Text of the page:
Gardaí are investigating an incident in which bogus letters were sent to Government ministers purporting to be from a coastal rowing federation and which cast them "in a very bad light" as part of a "dirty tricks campaign".
The letters, which purported to be from the secretary of the Irish Coastal Rowing Federation (ICRF), John Flynn, were sent to then minister for sport, Shane Ross, and his junior minister at the time, Brendan Griffin, in December 2019.
However, Mr Flynn did not send the letters. On learning of their existence, he made a complaint to gardaí in Greystones and also wrote to the ministers in question and to Sport Ireland to stress he had not sent the correspondence.
It has also emerged that gardaí received a second complaint from another member of the ICRF, former chairman Victor Bridges, when a miniature wooden coffin was left under the wheel of his car in Co Donegal in 2018. The abbreviation 'ICRF' had been carved into the foot-long coffin. Mr Bridges, who is a member of the Troll Rowing Club in Wexford town, had been in Ballyshannon for a course and made a complaint to gardaí in the Co Donegal town.
A spokesperson for An Garda Síochána said the force cannot discuss or confirm specific complaints received from, or reports made by, any named individuals or concerning any named entities, but added: "An Garda Síochána is investigating complaints of the nature described."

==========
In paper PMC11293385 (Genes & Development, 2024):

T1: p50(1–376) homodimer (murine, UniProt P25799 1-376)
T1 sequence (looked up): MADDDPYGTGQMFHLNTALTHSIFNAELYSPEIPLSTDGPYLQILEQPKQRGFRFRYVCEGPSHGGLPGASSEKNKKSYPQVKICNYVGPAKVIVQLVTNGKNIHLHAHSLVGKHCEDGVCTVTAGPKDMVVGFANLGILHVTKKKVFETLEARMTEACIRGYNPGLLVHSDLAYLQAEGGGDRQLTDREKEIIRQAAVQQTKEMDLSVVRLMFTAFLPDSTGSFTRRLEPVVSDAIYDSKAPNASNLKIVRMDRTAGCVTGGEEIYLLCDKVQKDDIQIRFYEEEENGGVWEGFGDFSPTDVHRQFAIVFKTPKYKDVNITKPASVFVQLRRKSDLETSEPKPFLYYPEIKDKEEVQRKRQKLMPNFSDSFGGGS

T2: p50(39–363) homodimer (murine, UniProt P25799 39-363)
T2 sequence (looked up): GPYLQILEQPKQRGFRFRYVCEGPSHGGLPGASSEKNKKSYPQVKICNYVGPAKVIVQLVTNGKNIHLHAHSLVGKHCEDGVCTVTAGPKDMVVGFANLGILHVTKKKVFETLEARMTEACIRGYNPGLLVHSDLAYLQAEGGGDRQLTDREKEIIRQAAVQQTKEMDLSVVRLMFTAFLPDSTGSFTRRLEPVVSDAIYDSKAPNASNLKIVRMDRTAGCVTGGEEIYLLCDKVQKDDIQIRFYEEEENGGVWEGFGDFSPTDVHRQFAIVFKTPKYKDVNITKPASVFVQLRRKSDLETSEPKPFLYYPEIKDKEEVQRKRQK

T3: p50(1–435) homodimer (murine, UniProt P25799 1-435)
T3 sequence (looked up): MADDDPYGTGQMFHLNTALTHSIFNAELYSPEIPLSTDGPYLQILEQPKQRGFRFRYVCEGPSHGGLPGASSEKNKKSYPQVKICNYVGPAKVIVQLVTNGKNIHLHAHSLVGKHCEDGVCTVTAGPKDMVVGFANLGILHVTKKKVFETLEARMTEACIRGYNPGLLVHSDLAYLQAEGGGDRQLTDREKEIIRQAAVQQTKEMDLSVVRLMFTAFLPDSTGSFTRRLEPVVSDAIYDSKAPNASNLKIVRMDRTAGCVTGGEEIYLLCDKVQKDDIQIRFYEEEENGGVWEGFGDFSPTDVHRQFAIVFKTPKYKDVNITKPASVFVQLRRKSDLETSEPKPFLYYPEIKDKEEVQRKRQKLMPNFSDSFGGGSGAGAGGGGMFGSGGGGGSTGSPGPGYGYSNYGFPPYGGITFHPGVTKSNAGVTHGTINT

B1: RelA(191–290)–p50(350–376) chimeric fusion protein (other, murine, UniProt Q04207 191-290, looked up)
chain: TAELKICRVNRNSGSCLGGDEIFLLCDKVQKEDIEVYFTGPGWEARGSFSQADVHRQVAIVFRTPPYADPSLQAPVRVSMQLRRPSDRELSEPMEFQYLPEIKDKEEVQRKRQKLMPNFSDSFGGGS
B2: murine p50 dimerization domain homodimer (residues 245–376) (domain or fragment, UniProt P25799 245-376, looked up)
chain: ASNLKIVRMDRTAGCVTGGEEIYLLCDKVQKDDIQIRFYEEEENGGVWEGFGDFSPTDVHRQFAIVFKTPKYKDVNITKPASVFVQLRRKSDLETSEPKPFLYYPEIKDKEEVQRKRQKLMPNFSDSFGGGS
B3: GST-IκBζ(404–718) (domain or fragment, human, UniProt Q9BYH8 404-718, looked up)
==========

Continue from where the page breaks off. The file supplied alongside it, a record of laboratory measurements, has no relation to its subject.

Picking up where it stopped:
According to the fake letter, the ICRF is a "sub-grouping representing a small number of coastal clubs in Ireland" and is "not the governing body" and instead represent "minority interests in coastal rowing". It seeks "some financial assistance" from the minister and references "our sister organisation" the FAI.
John Flynn said: "It puts us in a very bad light."
He wrote to Sport Ireland and to the two ministers "that we had no hand, act or part in it" and that the letters had been sent with "the clear intention of misleading you" and causing "maximum damage" to the ICRF and was a "dirty tricks campaign".
That correspondence also refers to a "schism" between the ICRF and Rowing Ireland, and in correspondence with Rowing Ireland in April 2020, Mr Flynn said: "I want to make it clear to you right now that there is not a doubt in my mind that neither you nor anyone else associated with the Board of Rowing Ireland had any knowledge of this letter before now but I do feel it important that you should be made aware of it, if only let you know the depths that some people will sink to, to achieve their duel [sic] aim of eliminating our organisation and transferring control of our sport to Rowing Ireland."
The ICRF has a number of coastal rowing affiliate organisations, and has run the All-Ireland Coastal Rowing Championships. Rowing Ireland is the national governing body for the sport of rowing but the bodies have been in disagreement over coastal rowing and, more specifically, the offshore rowing class.
A separate complaint was lodged with gardaí in Ballyshannon in relation to the miniature coffin with ICRF etched into its lid.
Mr Bridges, who in 2018 was ICRF Chairman, said he made the coffins for his children at Halloween, but found one underneath his car while attending a training course in June 2018. He said he immediately notified gardaí in Ballyshannon.